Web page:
But what about our feline family members? Don't they deserve the right to play!
When we collected our two gorgeous kittens in October 2015, my hubbie was thoroughly bemused by the amount of 'cat-stuff' that Gabriel and I came back laiden down with from a pet-shop. If our gorgeous old duchess of a cat, Mo, could get by with simply indulging in her favourite pastime of hunting and playing with the odd blade of long-grass for amusement...why couldn't the kittens?
Now, I know it is widely acknowledged that cats 'do their own thing' – usually sleeping...but ever since I was young, I have strongly believed that cats are just as much entitled to playtime as dogs. It is a vital part of their development as kittens and it is just as much about fun when they are adults. It also plays an important part in how we build a bond with our cats.
Despite the mutterings that the kittens were being spoilt, Safi and Toothless happily spent their kittenhood chasing balls, jumping in and out of cardboard boxes, stalking feathers and going cat-nip crazy. Quite often, if they were playing individually to start with, they would eventually barrel into each other and play together. It was a lovely sight!
Sadly, one day we lost Toothless to a passing car, and I was worried that Safi would lose her enthusiasm for play and become depressed. Playtime became essential to making sure she didn't feel alone or isolated without her sister. And one year one from that sad time, we have a cat who still very much loves to play. Safi now even expects her playtime (preferably when the hound is out and about, so that he can't muscle in on the game). She will often communicate which toy she wants to play with – currently the favourite is the fishing rod with feathers on the end. She loves playing football in the garden, and has even made use of the slide on Gabriel's climbing frame on more than one occasion! Picture 1 – Safi on slide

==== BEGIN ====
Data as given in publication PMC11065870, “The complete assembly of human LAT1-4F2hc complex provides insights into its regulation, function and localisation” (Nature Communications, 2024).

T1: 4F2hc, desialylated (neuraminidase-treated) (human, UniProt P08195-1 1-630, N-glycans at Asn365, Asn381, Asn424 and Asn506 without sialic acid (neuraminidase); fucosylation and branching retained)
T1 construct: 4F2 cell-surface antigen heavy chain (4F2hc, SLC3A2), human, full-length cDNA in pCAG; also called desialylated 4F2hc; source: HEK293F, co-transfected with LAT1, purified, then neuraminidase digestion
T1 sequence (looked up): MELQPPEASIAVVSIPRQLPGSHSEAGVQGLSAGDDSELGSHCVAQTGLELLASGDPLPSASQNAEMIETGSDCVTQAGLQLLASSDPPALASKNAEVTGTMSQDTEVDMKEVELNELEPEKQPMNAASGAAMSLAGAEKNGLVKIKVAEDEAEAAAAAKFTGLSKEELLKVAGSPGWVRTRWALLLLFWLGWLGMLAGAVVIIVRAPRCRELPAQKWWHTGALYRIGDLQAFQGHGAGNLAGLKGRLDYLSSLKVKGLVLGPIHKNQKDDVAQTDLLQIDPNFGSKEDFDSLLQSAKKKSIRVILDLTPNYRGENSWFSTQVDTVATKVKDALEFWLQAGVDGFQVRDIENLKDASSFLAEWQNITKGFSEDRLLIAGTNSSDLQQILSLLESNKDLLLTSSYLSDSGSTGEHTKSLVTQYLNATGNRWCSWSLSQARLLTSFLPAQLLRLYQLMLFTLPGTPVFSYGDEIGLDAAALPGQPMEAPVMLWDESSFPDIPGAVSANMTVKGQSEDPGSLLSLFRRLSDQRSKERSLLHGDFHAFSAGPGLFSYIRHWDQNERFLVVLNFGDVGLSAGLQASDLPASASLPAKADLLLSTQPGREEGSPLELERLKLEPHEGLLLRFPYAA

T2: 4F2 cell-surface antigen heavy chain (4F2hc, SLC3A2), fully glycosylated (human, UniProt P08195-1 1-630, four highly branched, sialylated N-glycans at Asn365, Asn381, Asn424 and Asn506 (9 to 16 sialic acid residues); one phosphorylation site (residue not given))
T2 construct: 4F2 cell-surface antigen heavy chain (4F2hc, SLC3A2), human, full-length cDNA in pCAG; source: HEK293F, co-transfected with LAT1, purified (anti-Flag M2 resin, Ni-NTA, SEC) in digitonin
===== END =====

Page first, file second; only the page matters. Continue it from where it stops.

Luckily for me, through looking after our ForPaws feline family, I see a wide selection of the cat-toys that people use to entertain their kitten-cats. I get to spend time encouraging our ForPaws Felines to chase 'red-dots', feathers, bouncy balls and string, or to roll around and go "catnip crazy" on an assortment of catnip-stuffed toys. It is fantastic to know that other people put just as much stock in the notion that playtime for cats is important as I do. And it doesn't have to cost a fortune either. One of Safi's strong favourites is simply an old walking boot-lace with a bell from one of her old collars tied to it, excellent for garden-chase and stalking games.
I also love that there are a wide range of cat-games that cats can play on your tablet. Seriously...go on to YouTube and type in "Cat games for Cats only" and you will find umpteen games to keep your kitten entertained! Who says a cat can't be part of the Digital Age!
One of my current favourites is the treat-puzzle (Trixie Cat Turnaround) that the lovely Lily loves to play with. According to Lily's mum, she got the hang of it very quickly and is amazingly good at getting her treats! And the fishing-rod feathers has been a massive hit with Safi along with ANYTHING CATNIP!!! I am sure as Safi gets older, she will become less inclined to play, preferring to find a nice cosy spot where she can snooze her time away. But, whilst she wants to play..I am more than happy to be her playmate.
So, with so much inspiration around for enhancing our cat's leisure-times, we would absolutely love to hear what sort of things you, our ForPaws Family, do to entertain your cat or cats!
It may even help us on those occasions when we are lucky enough to look after them for you :-)